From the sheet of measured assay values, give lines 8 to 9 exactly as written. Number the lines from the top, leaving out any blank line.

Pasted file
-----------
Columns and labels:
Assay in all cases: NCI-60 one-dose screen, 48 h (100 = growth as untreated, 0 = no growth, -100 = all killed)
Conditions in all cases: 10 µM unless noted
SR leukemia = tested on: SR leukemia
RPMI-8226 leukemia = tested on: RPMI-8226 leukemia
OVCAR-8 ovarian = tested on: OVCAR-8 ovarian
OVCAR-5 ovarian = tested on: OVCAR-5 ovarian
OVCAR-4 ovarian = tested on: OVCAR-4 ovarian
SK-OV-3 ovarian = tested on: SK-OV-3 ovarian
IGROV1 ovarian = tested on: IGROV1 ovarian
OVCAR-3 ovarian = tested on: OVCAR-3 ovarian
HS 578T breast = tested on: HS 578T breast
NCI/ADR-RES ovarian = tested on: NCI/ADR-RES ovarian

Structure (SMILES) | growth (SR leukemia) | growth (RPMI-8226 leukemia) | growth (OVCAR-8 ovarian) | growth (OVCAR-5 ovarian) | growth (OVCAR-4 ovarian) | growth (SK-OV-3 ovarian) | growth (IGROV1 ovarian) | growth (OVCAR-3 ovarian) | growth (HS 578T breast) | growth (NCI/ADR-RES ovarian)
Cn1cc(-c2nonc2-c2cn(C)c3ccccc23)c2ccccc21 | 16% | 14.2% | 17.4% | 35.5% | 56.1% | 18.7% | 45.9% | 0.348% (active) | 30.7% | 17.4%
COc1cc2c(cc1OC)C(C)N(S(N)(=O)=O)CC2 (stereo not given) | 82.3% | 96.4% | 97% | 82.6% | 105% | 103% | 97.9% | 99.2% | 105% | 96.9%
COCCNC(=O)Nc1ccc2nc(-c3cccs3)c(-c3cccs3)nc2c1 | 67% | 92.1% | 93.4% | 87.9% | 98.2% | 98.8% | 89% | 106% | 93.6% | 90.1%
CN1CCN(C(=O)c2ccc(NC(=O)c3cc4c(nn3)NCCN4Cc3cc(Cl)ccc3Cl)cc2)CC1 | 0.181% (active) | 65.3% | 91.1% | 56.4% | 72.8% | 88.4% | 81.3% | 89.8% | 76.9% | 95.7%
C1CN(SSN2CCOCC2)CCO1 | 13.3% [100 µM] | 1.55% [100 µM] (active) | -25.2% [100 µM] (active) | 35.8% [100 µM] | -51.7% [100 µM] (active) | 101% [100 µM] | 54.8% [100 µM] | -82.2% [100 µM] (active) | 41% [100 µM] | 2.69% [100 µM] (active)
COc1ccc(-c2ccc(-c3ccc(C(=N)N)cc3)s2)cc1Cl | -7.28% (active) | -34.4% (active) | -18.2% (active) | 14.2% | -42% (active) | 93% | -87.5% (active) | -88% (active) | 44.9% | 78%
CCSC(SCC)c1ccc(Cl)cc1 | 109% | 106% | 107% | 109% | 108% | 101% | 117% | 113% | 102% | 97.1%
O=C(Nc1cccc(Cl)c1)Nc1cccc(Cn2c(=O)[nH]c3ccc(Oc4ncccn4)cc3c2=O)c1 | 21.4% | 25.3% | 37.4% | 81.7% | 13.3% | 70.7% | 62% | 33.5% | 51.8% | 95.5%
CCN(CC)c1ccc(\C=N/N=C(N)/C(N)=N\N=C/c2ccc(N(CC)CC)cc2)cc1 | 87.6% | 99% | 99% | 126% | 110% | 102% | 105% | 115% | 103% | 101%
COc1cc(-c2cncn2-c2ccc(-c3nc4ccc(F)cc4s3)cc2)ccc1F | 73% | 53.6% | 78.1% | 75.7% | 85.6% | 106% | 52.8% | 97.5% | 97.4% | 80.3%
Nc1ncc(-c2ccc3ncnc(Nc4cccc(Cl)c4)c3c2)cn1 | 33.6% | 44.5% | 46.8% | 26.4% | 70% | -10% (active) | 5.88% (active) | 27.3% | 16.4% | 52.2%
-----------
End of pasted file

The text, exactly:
OVCAR-4 ovarian = tested on: OVCAR-4 ovarian
SK-OV-3 ovarian = tested on: SK-OV-3 ovarian